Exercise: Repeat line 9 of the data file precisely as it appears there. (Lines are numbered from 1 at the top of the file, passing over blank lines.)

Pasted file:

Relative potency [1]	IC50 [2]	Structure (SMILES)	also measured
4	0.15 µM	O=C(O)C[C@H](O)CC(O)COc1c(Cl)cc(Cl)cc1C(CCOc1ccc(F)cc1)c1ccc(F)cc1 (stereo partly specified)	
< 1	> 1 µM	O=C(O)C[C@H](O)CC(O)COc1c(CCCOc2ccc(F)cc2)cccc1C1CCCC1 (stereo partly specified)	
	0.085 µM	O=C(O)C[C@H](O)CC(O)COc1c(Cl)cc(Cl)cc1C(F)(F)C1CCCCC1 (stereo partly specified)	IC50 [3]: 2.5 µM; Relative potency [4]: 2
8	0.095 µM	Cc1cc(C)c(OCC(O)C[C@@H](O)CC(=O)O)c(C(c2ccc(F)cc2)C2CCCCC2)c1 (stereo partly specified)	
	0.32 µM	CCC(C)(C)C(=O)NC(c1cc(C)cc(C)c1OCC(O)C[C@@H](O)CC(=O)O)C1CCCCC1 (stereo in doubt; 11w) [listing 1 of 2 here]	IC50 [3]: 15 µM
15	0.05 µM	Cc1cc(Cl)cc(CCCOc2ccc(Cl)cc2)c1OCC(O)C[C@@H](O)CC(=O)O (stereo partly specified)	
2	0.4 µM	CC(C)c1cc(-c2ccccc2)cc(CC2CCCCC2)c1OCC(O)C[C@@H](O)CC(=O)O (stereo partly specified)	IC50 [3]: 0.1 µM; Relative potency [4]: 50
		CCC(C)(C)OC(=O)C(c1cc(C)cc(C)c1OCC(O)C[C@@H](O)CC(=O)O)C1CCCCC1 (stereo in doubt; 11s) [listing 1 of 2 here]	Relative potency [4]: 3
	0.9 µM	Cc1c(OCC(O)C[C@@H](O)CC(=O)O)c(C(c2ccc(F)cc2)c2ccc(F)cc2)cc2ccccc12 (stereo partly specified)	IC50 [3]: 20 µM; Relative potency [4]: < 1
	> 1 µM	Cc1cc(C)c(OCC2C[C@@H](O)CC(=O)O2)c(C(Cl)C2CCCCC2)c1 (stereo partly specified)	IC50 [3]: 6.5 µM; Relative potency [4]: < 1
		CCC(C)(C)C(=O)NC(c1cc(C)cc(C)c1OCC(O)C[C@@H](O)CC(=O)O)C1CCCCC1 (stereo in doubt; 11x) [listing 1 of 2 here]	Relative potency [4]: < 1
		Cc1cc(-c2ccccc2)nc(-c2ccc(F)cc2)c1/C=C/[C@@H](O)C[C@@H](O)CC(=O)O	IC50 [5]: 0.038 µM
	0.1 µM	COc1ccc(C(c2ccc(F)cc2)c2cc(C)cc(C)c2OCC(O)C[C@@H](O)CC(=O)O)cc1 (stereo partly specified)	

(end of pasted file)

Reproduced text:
		CCC(C)(C)OC(=O)C(c1cc(C)cc(C)c1OCC(O)C[C@@H](O)CC(=O)O)C1CCCCC1 (stereo in doubt; 11s) [listing 1 of 2 here]	Relative potency [4]: 3